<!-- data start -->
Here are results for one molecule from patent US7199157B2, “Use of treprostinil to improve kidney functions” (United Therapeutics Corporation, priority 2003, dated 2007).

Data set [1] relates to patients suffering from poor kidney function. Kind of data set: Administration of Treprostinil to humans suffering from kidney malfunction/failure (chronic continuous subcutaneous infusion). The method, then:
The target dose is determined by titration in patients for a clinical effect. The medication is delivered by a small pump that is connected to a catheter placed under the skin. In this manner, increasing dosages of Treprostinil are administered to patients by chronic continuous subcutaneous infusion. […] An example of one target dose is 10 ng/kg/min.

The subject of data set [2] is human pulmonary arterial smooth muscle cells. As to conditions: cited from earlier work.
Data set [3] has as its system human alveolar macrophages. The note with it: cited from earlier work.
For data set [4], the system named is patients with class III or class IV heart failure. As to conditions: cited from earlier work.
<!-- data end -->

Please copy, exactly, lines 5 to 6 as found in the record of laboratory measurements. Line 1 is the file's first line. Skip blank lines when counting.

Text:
Data set [3] has as its system human alveolar macrophages. The note with it: cited from earlier work.
For data set [4], the system named is patients with class III or class IV heart failure. As to conditions: cited from earlier work.